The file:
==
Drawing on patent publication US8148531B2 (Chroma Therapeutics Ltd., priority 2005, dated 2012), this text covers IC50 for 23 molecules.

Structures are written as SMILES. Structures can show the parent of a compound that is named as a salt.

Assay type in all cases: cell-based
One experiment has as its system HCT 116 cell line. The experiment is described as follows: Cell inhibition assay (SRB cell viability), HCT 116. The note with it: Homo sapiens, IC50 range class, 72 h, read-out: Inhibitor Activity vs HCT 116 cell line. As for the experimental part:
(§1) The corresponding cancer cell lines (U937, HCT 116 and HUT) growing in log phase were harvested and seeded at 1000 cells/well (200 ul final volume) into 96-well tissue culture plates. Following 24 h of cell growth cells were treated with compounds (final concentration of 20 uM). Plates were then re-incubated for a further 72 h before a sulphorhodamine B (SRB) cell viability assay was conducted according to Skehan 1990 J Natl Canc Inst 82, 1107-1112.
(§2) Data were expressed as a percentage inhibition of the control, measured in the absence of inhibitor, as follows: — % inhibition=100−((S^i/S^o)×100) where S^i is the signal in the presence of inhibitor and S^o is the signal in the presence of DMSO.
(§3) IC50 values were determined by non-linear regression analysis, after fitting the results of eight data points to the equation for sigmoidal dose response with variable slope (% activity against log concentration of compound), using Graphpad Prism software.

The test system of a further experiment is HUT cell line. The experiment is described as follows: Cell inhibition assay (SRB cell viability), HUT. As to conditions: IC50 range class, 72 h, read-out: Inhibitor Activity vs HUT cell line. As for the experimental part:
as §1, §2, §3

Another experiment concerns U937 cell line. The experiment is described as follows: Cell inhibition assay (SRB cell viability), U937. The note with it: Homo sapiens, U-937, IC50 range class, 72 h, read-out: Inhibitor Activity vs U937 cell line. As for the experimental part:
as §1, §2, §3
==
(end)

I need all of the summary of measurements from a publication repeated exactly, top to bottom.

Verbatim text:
Drawing on patent publication US8148531B2 (Chroma Therapeutics Ltd., priority 2005, dated 2012), this text covers IC50 for 23 molecules.

Structures are written as SMILES. Structures can show the parent of a compound that is named as a salt.

Assay type in all cases: cell-based
One experiment has as its system HCT 116 cell line. The experiment is described as follows: Cell inhibition assay (SRB cell viability), HCT 116. The note with it: Homo sapiens, IC50 range class, 72 h, read-out: Inhibitor Activity vs HCT 116 cell line. As for the experimental part:
(§1) The corresponding cancer cell lines (U937, HCT 116 and HUT) growing in log phase were harvested and seeded at 1000 cells/well (200 ul final volume) into 96-well tissue culture plates. Following 24 h of cell growth cells were treated with compounds (final concentration of 20 uM). Plates were then re-incubated for a further 72 h before a sulphorhodamine B (SRB) cell viability assay was conducted according to Skehan 1990 J Natl Canc Inst 82, 1107-1112.
(§2) Data were expressed as a percentage inhibition of the control, measured in the absence of inhibitor, as follows: — % inhibition=100−((S^i/S^o)×100) where S^i is the signal in the presence of inhibitor and S^o is the signal in the presence of DMSO.
(§3) IC50 values were determined by non-linear regression analysis, after fitting the results of eight data points to the equation for sigmoidal dose response with variable slope (% activity against log concentration of compound), using Graphpad Prism software.

The test system of a further experiment is HUT cell line. The experiment is described as follows: Cell inhibition assay (SRB cell viability), HUT. As to conditions: IC50 range class, 72 h, read-out: Inhibitor Activity vs HUT cell line. As for the experimental part:
as §1, §2, §3

Another experiment concerns U937 cell line. The experiment is described as follows: Cell inhibition assay (SRB cell viability), U937. The note with it: Homo sapiens, U-937, IC50 range class, 72 h, read-out: Inhibitor Activity vs U937 cell line. As for the experimental part:
as §1, §2, §3